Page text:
As a lot of you already know, about a year ago, this same time, I had a literary agent who I worked with to polish my manuscript and help me to reach my dream of authorhood. We edited. We talked on the phone. She emailed me the notes and rejections from publishers—four of them (in the realm of sending manuscripts to publishing houses, four is not a lot. Books go to dozens of publishers. I only was placed on the desk of four. That's all).
After nine months, my agent sent me an email letting me know that she had decided to quit the literary business (that's why I only went to four publishers). She said publishers weren’t buying books like they once had. The business was in free-fall (her words). She needed to find another way to make an income. So after hitting the lottery and finding an agent who believed in my work, I was back at the bottom, having to start the process all over again.
I had a snobbish attitude about self-publishing. Didn’t like the idea of it. Didn’t want to do it.
If I was going to be an author, I wanted to go the traditional route. I wanted validation. When I published my manuscripts, I didn’t want anyone to hesitate or wonder about the quality of my work, if it was any good, or have the negative attitude that tends to be connected with self-publishing.
So I sent out more queries and I went on to write a couple of more books while I waited to hear back from agents. I had caught the eye of one agent, had several others request partials and fulls, so I figured it was only a matter of time until I found another. It happened once. It could happen again.
I waited. I waited some more.
It was if tumbleweeds rolled across my email. I heard nothing. I sent out dozens and dozens and dozens of query letters. I only heard back from a handful. Rejections (which I expected). But the percentage of responses I received was around 8%. What was that all about? What was going on?
In the span of one year (querying last year and then querying again this year), it seemed like a whole lot had changed. I had never experienced so much silence. Last year I had bite after bite on my manuscript. This year, not even the courtesy of a rejection letter. Same query letter. A very different response. It wasn't just me either. Other writers were getting the cold shoulder too.
That’s when I realized, I think my ex-agent was telling me the truth, something I didn’t want to believe—the publishing world was changing. The traditional route was hurting.
I needed to rethink my writing future. What did I want?
I changed my attitude about self-publishing (my ex-agent even suggested I look into it, but I wasn't ready to do so at that time). I became slightly obsessed trying to find out every bit of information I could about it—hiring graphic artists, editors, how to market, and what avenues were available to sell my books. I was not going to go into this blind. I wanted to know everything I could. I clicked on every link I could find about self-publishing and read article after article. I talked with people. I asked questions. Lot's of questions.
But still, the idea of self-publishing scared the bejeebies out of me. I worried. I fretted. I didn’t know if I could do it.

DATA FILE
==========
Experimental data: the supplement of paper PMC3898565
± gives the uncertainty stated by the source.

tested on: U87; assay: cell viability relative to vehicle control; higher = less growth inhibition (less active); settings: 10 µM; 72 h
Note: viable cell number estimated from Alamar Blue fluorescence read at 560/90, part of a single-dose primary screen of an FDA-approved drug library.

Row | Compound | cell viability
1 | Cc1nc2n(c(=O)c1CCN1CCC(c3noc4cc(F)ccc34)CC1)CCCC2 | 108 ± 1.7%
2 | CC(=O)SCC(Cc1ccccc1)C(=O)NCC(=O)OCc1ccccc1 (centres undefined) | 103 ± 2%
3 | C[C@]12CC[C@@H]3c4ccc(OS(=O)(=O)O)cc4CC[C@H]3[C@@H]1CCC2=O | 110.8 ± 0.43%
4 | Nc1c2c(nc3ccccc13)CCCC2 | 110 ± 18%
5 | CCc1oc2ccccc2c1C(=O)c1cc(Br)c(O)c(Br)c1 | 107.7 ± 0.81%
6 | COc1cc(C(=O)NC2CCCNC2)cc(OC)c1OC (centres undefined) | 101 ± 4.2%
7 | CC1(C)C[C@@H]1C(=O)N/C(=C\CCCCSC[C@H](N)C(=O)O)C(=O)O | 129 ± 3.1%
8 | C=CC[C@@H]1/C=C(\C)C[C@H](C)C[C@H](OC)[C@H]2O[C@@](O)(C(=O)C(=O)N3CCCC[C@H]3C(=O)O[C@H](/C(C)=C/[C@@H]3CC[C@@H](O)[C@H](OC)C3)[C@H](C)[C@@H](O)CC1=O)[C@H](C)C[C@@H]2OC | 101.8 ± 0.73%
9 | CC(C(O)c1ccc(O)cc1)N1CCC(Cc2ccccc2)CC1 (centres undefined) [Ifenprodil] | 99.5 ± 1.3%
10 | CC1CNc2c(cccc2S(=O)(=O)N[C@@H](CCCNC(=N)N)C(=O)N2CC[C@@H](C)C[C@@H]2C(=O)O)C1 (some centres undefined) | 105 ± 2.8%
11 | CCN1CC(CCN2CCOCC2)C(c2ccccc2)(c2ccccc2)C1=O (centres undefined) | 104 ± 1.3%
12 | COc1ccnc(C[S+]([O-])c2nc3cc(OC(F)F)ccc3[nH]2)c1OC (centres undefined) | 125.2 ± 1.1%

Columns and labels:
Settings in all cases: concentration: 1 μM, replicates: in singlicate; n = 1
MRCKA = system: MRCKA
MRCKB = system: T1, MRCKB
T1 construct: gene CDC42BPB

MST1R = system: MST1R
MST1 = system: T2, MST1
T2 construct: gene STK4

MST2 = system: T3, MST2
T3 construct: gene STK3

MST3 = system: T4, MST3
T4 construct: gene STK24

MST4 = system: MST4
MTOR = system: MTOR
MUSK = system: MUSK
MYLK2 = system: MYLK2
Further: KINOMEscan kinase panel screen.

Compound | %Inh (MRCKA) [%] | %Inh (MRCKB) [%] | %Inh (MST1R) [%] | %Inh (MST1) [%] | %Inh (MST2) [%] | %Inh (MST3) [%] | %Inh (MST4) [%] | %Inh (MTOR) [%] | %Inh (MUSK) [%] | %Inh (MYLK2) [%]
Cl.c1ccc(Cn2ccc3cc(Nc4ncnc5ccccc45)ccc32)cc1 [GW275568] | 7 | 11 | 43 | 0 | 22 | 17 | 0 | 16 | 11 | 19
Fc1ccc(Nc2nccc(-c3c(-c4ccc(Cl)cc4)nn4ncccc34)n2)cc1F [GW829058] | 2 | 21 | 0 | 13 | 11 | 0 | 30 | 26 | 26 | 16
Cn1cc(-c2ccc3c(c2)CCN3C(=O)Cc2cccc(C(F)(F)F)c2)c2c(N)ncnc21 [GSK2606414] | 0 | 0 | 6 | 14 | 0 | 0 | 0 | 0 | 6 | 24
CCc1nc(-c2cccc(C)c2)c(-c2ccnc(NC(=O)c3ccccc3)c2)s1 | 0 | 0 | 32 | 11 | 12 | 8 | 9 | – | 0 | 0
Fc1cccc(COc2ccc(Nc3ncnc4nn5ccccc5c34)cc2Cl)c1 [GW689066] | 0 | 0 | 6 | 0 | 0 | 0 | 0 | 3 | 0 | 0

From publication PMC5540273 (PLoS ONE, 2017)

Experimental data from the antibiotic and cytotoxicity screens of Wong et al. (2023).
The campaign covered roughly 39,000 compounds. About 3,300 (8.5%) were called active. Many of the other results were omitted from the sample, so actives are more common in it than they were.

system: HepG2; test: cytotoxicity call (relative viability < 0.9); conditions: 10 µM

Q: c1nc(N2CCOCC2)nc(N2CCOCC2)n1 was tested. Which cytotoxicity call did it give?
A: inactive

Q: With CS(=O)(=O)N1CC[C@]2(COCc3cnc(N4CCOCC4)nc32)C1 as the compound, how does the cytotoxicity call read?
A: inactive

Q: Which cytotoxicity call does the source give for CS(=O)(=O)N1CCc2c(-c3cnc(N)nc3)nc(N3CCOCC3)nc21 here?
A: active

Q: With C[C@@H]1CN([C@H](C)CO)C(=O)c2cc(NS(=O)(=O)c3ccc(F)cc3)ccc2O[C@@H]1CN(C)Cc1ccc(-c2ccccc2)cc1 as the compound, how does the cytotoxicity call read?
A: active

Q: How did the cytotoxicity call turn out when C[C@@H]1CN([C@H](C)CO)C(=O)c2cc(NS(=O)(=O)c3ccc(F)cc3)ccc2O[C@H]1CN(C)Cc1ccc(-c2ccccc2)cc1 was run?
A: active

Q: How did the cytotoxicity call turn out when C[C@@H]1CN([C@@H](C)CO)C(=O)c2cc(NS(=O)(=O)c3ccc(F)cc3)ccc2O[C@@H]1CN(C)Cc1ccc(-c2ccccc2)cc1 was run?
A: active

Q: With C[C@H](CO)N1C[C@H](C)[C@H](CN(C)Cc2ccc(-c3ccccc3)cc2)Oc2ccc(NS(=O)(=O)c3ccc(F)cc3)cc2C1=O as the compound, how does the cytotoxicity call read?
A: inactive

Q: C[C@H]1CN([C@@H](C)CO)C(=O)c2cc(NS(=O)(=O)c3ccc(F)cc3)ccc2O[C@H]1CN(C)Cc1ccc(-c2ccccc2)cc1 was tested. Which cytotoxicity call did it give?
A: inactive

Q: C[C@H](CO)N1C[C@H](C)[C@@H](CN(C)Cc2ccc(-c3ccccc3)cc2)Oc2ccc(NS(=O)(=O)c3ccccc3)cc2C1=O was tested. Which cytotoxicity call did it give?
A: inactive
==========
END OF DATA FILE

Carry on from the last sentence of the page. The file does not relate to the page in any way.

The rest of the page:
So I didn’t do anything. I just wasn’t ready.
Then through Twitter (gotta love twitter and tweets), I came across Evolved Publishing. Since I click on tons of links, I clicked on that one too. I read over the site. I liked the concept they put forth, and then I decided what the heck, I’ll send them my first three chapters of two of my novels, plus the query letters for both, and see what happens.
I expected silence. That’s what I was used to.
Instead, I received an amazing response. And no, I don’t mean amazing in the sense that they said okay to one of my novels (that is awesome though), but because the length of the email and the feedback I received was incredible. I had NEVER had that much insight, feedback, and advice given to me from any of the four editors my ex-agent sent my manuscript to. They had simply gave the same old same old response, “It’s not for me, but the publishing business is a subjective business, yada, yada, yada.”
Evolved publishing laid it all out there. Told me what worked in my manuscripts and told me what didn’t. I was quite impressed with their editor’s insight—smart and extremely helpful.
When they asked to have a Skype meeting with me, I was more than happy to do so. I will have to say, I’m a pessimist by nature, and so I went into the meeting looking for some kind of hidden agenda, or something that would say to me, “See, I knew it was too good to be true.” That is the kind of person I am, always have been. It sucks being this way, but it keeps me from being disappointed.
Instead, the hour long meeting went very well. I was very impressed with their concept, and I felt excited about the possibilities.
But I’m scared now.
I have to work with their editors and publishing team and actually put out a book--Wanted: Dead or Undead, The Zombie West Series. I can’t just keep my book on my laptop, safe and unexposed. I have to put it out there. For the world to see (AHHHHHH). I just hope I don’t suck and people like me (isn’t that what we all want?).
Anyway, I am thrilled to be a part of Evolved Publishing. Meeting some of the team members have left me feeling excited and ready to do this. I'm still nervous, but I'm ready to move from being a writer to being an author (writers write, authors publish--I heard that quote somewhere and I love it),
Hopefully, I will have a book coming out early next year with the possibility of several more after that.
Whoa, that sounds weird. But I like it.
*Pop over to Evolved Publishing and check out my author bio. Click on the Authors button and scroll down. You will see my pretty picture there. (SQEEE)